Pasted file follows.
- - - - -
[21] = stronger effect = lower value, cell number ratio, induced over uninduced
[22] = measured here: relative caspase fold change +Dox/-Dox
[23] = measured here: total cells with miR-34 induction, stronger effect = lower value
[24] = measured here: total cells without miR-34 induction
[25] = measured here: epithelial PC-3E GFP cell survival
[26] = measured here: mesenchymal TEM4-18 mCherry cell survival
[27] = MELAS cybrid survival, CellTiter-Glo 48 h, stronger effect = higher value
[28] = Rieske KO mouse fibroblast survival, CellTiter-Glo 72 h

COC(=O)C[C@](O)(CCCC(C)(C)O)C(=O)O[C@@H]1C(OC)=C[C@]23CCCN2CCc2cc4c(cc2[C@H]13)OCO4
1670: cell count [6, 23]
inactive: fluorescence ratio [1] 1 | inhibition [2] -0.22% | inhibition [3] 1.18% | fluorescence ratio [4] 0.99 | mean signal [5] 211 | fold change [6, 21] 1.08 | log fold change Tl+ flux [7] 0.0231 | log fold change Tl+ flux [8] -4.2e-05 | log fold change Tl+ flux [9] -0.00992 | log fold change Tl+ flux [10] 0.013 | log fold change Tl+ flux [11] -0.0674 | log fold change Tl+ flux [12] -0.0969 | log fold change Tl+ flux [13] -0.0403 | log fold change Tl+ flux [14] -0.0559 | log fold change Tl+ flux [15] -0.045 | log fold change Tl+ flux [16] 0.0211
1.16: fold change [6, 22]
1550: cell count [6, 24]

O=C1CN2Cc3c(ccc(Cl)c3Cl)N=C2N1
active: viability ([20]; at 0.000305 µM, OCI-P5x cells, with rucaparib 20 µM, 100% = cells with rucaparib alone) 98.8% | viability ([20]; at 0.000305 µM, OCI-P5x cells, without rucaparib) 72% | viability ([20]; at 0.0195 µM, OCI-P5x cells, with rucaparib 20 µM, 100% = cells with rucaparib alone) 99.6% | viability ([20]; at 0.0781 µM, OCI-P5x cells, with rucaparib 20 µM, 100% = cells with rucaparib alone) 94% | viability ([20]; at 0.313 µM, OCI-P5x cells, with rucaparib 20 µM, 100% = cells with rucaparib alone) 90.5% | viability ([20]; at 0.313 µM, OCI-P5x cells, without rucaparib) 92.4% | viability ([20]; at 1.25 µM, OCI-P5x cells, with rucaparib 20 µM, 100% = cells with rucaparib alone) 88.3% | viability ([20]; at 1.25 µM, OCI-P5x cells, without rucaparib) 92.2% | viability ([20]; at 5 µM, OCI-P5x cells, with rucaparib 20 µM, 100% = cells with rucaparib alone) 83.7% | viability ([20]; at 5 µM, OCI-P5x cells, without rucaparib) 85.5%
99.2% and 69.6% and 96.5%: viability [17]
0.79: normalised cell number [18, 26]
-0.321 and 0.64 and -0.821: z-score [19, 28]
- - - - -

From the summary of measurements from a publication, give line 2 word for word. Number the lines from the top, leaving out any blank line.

[22] = measured here: relative caspase fold change +Dox/-Dox